Editorial

The Ignorance of the Chametz Law

Just as a state cannot force its citizens who believe in the laws of kashrut to eat chametz on Passover, it must not interfere with the plates and stomachs of citizens who are not religiously observant.

Haaretz Editorial
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A gorilla eats matza at the Ramat Gan Safari, April 6, 2017. Gorillas are usually fed bread, but since zookeepers cannot touch leavened products during Passover they are given matza.
A gorilla eats matza at the Ramat Gan Safari, April 6, 2017. Gorillas are usually fed bread, but since zookeepers cannot touch leavened products during Passover they are given matza.Credit: Sebastian Scheiner/AP
Haaretz Editorial

MK Tamar Zandberg (Meretz) announced during Passover that she intends to submit a bill to replace the so-called “chametz law,” which prohibits the public display of foods and beverages whose consumption is forbidden during the week-long holiday. Zandberg said the law died years ago in practice, but recently a few people have attempted to revive it “as part of a religious radicalization effort that a minority in Israeli society is trying to dictate.”

Zandberg’s proposal is apt and timely. Israel is being swept by a wave of religious coercion and efforts by groups within the ultra-Orthodox community to force the law-abiding majority to accept the dictates of a minority – including over the issue of military service. The subject of chametz (leavened food) during Passover is an expression of this imbalance: a properly run country would not allow this state of affairs to continue.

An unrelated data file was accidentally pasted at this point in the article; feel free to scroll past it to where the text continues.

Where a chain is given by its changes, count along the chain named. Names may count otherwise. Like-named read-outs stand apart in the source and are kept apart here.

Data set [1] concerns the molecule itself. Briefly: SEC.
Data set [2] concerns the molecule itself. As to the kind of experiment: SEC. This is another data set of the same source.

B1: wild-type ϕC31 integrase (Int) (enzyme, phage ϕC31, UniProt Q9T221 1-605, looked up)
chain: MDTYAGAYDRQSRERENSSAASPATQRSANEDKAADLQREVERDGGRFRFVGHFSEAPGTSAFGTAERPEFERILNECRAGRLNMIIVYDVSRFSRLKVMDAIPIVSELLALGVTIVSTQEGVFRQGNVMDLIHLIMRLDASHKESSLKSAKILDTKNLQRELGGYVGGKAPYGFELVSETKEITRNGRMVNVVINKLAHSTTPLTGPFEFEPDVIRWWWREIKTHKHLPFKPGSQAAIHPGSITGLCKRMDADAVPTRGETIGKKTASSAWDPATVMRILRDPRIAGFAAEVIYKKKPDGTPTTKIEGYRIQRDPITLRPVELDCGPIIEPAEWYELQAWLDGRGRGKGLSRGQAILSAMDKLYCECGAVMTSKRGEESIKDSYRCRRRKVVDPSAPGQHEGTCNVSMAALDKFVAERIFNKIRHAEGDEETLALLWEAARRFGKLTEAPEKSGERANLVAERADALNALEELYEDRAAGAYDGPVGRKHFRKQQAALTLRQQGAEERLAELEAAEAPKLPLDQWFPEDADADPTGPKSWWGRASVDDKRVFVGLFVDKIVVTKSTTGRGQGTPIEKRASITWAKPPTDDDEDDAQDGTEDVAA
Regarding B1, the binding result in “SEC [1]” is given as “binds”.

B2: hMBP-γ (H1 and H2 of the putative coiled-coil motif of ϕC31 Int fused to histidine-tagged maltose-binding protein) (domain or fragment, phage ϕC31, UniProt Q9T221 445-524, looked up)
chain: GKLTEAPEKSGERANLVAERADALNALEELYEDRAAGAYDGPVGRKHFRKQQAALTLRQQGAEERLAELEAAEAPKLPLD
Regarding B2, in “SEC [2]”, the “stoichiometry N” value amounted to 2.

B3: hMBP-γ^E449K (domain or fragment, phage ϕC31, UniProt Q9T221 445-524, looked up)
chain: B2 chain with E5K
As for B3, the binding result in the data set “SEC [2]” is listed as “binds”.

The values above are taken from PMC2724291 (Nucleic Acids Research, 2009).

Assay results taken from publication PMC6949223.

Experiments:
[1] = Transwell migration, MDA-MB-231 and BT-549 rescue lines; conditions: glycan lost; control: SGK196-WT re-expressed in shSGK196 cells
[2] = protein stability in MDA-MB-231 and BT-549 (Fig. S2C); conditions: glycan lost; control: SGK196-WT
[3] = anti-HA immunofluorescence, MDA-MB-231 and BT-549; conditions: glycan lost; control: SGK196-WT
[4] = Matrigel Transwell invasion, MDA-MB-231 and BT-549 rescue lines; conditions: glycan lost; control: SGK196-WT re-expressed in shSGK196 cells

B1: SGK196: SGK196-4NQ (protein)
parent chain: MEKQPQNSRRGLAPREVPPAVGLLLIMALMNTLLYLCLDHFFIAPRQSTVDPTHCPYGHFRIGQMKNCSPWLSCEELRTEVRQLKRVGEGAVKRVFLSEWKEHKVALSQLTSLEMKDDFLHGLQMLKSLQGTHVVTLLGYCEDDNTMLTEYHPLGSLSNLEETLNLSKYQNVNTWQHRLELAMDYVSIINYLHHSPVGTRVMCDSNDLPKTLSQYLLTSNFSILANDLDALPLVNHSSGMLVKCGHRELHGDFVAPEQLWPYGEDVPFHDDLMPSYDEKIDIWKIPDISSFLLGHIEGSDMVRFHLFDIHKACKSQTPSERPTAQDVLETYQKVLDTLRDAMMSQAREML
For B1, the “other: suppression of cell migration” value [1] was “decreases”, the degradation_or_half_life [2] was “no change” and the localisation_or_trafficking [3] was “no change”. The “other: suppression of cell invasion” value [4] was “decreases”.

Just as a state cannot force its citizens who believe in the laws of kashrut to eat chametz on Passover, or force vegetarians to eat meat, it must not interfere with the plates and stomachs of citizens who are not religiously observant.

The absurd part of this annual ritual is the trick of “selling your chametz to a non-Jew” – a deluxe edition of the self-deception known as “Shabbas goy.” This includes sending Druze inspectors to businesses and places of entertainment on the Sabbath, in order to make sure no Jews are desecrating the weekly day of rest. Like the text overlay “Recorded on a weekday” accompanying television programs that are broadcast on Shabbat, the sale of chametz for a period of one week – after which it is bought back – is a make-believe workaround for a religious law, or tradition, carried out with a conspiratorial wink.

Much less amusing are the enforcement measures documented over the past week: chametz inspectors examining the bags of visitors to public institutions, such as hospitals. These security guards, who were hired to look for hidden weapons that could be used in a terror attack or an assault on hospital employees, were asked to search for bread and other baked goods, and to physically prevent them from being smuggled in – as if a fluffy pita could tempt a Hasidic Jew into straying from the path of matzot and mitzvot. It betrays a sad ignorance, masquerading as religious fervor, that poses a threat to the principle of “live and let live.”

The phenomenon of the “chametz chase” reflects Israel’s sliding down the steep slope of a religious state that interferes in the lives of its citizens to an unbearable degree.

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